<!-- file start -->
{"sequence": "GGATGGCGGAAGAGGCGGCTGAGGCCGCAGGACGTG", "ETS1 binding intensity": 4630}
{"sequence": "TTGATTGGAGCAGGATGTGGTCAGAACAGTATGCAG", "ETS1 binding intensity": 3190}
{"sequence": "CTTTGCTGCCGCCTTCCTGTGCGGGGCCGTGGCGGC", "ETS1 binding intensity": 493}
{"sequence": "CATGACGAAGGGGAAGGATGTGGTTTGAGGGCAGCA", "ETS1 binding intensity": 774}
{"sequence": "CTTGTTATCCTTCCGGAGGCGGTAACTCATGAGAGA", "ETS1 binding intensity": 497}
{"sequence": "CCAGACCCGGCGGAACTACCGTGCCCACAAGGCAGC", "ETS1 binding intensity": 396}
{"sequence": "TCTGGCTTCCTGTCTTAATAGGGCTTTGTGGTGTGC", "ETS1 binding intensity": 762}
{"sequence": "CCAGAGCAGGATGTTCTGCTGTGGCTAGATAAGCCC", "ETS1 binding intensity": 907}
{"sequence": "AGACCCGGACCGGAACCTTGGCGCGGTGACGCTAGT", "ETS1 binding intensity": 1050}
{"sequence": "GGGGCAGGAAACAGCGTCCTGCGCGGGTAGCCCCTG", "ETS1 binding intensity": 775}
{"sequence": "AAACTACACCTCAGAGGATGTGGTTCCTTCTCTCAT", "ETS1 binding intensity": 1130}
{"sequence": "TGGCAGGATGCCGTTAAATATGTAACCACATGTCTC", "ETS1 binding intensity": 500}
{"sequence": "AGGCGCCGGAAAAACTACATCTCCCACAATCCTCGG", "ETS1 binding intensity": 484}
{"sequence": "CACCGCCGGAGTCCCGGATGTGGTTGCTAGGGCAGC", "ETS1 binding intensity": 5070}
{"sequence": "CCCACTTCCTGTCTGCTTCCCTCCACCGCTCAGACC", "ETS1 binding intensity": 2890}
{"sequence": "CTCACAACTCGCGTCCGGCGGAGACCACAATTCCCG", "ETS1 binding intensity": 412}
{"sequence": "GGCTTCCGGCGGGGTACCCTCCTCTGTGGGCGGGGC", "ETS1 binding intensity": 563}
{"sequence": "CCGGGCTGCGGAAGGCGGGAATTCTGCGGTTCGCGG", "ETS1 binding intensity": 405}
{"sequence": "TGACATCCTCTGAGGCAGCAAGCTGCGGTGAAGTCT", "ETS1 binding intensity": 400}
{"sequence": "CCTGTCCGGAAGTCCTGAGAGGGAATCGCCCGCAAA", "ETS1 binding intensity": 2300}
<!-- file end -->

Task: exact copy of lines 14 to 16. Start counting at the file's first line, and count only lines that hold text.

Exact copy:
{"sequence": "CACCGCCGGAGTCCCGGATGTGGTTGCTAGGGCAGC", "ETS1 binding intensity": 5070}
{"sequence": "CCCACTTCCTGTCTGCTTCCCTCCACCGCTCAGACC", "ETS1 binding intensity": 2890}
{"sequence": "CTCACAACTCGCGTCCGGCGGAGACCACAATTCCCG", "ETS1 binding intensity": 412}